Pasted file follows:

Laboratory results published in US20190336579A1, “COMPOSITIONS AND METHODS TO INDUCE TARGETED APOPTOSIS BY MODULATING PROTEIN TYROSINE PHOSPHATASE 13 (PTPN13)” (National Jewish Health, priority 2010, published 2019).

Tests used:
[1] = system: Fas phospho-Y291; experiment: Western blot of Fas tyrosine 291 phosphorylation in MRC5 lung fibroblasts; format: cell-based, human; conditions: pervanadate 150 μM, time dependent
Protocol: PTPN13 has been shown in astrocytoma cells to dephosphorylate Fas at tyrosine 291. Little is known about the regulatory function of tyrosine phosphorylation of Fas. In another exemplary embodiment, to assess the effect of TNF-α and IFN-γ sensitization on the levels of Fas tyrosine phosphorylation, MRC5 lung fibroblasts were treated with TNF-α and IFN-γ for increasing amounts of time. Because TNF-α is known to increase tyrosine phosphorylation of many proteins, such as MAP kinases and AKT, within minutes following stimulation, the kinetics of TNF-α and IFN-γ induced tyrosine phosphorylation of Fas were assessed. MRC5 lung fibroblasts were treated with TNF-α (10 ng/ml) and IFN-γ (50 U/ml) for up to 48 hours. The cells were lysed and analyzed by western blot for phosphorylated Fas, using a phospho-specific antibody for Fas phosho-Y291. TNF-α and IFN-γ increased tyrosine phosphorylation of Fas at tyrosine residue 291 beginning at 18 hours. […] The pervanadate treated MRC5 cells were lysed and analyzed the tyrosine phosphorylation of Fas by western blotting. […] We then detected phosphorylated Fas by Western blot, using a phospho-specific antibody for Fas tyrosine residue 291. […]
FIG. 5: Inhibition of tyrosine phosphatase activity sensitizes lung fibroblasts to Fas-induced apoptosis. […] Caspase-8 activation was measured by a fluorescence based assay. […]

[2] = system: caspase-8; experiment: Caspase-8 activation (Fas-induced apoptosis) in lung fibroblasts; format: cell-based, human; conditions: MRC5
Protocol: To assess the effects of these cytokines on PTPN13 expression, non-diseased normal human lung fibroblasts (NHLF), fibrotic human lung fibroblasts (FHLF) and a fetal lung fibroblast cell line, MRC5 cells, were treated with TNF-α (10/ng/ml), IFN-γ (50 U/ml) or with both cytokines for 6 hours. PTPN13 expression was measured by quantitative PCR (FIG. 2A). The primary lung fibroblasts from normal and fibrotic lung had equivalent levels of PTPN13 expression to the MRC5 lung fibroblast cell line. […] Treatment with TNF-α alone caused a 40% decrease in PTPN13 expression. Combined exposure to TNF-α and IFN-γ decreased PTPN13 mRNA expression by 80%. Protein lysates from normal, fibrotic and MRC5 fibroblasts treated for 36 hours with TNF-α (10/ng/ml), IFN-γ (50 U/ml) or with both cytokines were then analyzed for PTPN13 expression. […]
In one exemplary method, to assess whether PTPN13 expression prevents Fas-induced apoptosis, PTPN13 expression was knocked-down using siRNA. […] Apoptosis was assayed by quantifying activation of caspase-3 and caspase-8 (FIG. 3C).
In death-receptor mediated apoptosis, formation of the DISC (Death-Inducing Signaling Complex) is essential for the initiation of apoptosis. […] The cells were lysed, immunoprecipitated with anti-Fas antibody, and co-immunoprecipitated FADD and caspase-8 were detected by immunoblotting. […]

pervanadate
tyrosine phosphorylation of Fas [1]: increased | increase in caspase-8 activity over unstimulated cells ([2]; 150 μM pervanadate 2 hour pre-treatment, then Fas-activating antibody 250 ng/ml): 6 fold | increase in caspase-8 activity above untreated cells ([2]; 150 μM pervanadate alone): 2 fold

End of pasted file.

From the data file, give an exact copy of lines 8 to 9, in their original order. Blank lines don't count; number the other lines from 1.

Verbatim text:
In one exemplary method, to assess whether PTPN13 expression prevents Fas-induced apoptosis, PTPN13 expression was knocked-down using siRNA. […] Apoptosis was assayed by quantifying activation of caspase-3 and caspase-8 (FIG. 3C).
In death-receptor mediated apoptosis, formation of the DISC (Death-Inducing Signaling Complex) is essential for the initiation of apoptosis. […] The cells were lysed, immunoprecipitated with anti-Fas antibody, and co-immunoprecipitated FADD and caspase-8 were detected by immunoblotting. […]